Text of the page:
Laws governing the practice and environment of education have changed to support this new reality, which isn’t really new at all. We might say that our awareness is new, but not all of our awareness is dependent upon an intellectual acquisition of knowledge provided by researchers and contemplatives. Perhaps our collective agreement about the reality of learning is changing. The classroom door has been thrown open and now, whether intrinsically motivated or not, we have agreed that not all plants are the same, and all deserve equal nourishing, and that we must be a special sort of gardener in order to help them to flourish, and if we are not, then we may need to co-garden with one another in order to succeed.
Technology has helped to support the opening of the door, the knocking down of the classroom walls. No longer are any of us as limited in our ability to know of the reality of a garden in which all plants may grow and flourish and to understand what it is that facilitates such a life within the classroom. Nor are students as limited in their ability to know of such a reality, to understand what is is that facilitates such a life, and to seek it out if they so please. Technology has empowered individuals, whether teacher or student or other, to at the very least become more aware of activity within the world, to become more knowledgeable about the world. Students can no longer be logged into the classroom in full screen mode by an administrative user. They are not fooled by such tactics and now possess the power to disable full screen mode and to switch tabs if they so please.
This phenomenon is occurring across the globe within all facets of life and not necessarily because of technology, since the propensity for leading a fulfilling life has and will always be within our own nature, but technology has helped to support the collective understanding of that propensity as being a shared propensity and a good propensity, one that deserves attention regardless of discrepancies and differences. Indeed, this propensity is getting attention. Within the news, we see and hear stories of a drastic need for change within education as a result of many types of plants clearly not thriving within our gardens. Is something wrong with the plants? Is something wrong with the gardener? Is something wrong with the tools? Is something wrong with the weather? We may want to quickly discern what is wrong, fix it, and get back to gardening. However, the art of gardening seldom involves quick fixes. It is a delicate art and we will need to take great care in how we approach each moment, whether or not we are in the midst of a dilemma.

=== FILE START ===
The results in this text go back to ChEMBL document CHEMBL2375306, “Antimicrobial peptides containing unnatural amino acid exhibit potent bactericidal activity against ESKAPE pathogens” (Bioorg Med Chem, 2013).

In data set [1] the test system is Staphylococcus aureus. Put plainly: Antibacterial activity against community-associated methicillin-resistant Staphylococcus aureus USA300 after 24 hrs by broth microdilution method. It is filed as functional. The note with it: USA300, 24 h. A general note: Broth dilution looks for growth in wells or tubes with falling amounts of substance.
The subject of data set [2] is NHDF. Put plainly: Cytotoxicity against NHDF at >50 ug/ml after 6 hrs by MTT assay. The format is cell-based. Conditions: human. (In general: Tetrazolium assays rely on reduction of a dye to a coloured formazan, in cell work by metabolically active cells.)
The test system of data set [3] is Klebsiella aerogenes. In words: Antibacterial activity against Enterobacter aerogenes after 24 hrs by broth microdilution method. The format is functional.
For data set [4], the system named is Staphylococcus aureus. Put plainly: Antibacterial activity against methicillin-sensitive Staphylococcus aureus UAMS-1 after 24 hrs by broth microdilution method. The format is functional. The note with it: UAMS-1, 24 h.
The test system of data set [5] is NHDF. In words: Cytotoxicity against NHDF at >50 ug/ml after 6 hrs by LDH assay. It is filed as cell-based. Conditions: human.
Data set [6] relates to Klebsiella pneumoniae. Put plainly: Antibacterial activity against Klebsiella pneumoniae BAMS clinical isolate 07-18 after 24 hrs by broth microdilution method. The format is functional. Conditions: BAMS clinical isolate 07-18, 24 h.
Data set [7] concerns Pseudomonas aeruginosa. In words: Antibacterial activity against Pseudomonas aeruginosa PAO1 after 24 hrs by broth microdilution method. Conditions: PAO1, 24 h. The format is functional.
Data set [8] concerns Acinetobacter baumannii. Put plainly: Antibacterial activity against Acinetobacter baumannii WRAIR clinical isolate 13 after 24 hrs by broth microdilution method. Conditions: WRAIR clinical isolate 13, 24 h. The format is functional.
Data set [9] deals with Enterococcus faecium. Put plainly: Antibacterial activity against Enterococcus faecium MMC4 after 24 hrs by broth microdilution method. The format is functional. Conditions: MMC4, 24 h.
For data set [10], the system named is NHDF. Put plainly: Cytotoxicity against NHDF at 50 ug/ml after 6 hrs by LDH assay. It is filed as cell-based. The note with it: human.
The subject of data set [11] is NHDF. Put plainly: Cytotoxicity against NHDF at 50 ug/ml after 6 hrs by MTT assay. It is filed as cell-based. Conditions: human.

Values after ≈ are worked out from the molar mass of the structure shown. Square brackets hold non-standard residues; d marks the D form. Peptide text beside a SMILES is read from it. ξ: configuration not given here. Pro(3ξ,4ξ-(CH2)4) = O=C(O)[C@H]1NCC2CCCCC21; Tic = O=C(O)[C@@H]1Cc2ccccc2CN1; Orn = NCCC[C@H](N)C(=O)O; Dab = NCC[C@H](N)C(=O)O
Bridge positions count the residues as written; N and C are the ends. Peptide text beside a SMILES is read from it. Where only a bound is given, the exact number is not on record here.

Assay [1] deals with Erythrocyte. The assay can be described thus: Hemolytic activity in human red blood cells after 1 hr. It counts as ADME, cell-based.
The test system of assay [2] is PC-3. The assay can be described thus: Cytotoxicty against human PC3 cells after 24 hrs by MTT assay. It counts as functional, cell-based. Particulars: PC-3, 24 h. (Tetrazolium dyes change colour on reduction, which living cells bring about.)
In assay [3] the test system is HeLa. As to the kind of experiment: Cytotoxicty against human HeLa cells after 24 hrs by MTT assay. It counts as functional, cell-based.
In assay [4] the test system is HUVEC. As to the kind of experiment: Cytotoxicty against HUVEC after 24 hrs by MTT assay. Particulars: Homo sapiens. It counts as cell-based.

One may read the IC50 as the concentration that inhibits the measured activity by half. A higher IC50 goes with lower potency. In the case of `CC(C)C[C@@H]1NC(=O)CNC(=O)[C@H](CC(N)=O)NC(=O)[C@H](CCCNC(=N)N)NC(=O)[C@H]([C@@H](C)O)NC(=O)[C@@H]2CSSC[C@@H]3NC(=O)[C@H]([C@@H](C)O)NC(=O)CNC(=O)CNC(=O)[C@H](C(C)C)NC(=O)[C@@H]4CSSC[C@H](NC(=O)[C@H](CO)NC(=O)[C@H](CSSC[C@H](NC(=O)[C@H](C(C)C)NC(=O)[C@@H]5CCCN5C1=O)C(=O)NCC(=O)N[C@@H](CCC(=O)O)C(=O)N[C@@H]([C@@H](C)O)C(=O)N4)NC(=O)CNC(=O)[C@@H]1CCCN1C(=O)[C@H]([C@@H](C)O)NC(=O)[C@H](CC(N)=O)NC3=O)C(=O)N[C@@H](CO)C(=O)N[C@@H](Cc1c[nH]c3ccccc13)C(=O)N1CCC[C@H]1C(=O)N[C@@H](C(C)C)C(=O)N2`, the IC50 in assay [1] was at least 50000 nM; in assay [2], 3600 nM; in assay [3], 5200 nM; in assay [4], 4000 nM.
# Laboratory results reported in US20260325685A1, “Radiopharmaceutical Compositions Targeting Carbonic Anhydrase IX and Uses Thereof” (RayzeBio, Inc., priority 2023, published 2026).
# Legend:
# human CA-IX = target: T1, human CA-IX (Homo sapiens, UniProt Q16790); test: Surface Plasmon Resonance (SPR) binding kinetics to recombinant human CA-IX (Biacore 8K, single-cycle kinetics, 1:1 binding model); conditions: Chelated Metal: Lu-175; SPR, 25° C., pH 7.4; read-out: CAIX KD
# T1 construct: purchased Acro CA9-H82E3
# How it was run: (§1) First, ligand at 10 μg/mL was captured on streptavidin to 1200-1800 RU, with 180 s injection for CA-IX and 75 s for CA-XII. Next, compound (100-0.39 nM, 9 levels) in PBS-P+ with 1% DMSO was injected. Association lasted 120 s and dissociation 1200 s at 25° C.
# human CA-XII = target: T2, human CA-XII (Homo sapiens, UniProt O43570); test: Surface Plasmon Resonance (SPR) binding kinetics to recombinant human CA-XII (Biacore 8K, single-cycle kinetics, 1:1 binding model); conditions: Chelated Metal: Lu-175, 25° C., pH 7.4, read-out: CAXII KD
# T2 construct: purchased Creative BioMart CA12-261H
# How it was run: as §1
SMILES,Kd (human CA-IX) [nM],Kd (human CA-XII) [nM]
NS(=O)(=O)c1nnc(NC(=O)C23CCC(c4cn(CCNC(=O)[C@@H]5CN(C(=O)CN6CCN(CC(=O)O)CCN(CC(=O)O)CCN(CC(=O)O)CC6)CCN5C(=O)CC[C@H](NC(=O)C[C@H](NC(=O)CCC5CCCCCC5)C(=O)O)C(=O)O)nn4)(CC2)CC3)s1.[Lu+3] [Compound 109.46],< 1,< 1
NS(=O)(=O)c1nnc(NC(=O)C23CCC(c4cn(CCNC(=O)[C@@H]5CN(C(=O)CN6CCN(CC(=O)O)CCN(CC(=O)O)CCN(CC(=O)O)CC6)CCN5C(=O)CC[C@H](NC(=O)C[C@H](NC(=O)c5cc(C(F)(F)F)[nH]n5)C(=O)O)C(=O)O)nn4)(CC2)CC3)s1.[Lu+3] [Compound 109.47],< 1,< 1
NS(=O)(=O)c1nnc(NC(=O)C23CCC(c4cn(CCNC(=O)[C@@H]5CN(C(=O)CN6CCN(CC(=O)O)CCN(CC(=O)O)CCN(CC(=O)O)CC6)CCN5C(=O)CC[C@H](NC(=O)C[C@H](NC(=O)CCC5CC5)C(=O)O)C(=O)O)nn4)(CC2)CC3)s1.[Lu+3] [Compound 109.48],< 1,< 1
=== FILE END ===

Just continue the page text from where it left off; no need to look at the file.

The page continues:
While it may be difficult to find a film playing in black and white in the theater, it is not so difficult to find a teacher who still continues to teach as though they were growing a garden of only fruit trees. Regardless of the potentials of our collective awareness, a teacher is an individual and has the ability to exert their own free will. However, now that the door is no longer closed, choices that are unhealthy for the garden are no longer as easily supported by anonymity. Technology is acting to louden the voices of students. If they are suffering, no longer must their cries for help go unheard. Calling, texting, e-mailing, facebooking, tweeting, blogging, and vlogging are among the tools that students are well versed in using and will naturally use to express themselves if unable to do so within the classroom. The walls of the classroom may still be there, but they have become transparent. How will this change the reality of life within the classroom? Clearly, we are seeing it change life outside of the classroom with each new day.
Perhaps the classroom will no longer exist as a hidden place, accessible to outsiders by means of word-to-mouth, or through various gatekeepers such as teachers and school administrators. While policy and politics may work toward the preservation of the hidden classroom, the power of policy cannot overcome the natural propensity to live fully that we all share. Teachers, administrators, and others involved in the world of education might be wise in submitting to this propensity and working with it rather than against it, out of fear or other unnecessary emotions or rationale. Whether they do or do not, passionate teachers are collecting and congregating and are doing so not within a faculty lounge which is confined by walls, but within a faculty lounge that is without walls and where all are welcome to join in the discussion and participate.
Though the news may seem bleek, this is a time for passionate teachers and students to celebrate, for having the opportunity to explore the potentials of a life of learning together, knowing that we are supported by “the rest of us,” seen and unseen, and aware that the propensity that moves us is alive and cannot be diminished, regardless of circumstance, of politics, and whatever else might prevent one from seeing the beauty in a flourishing garden of diversity.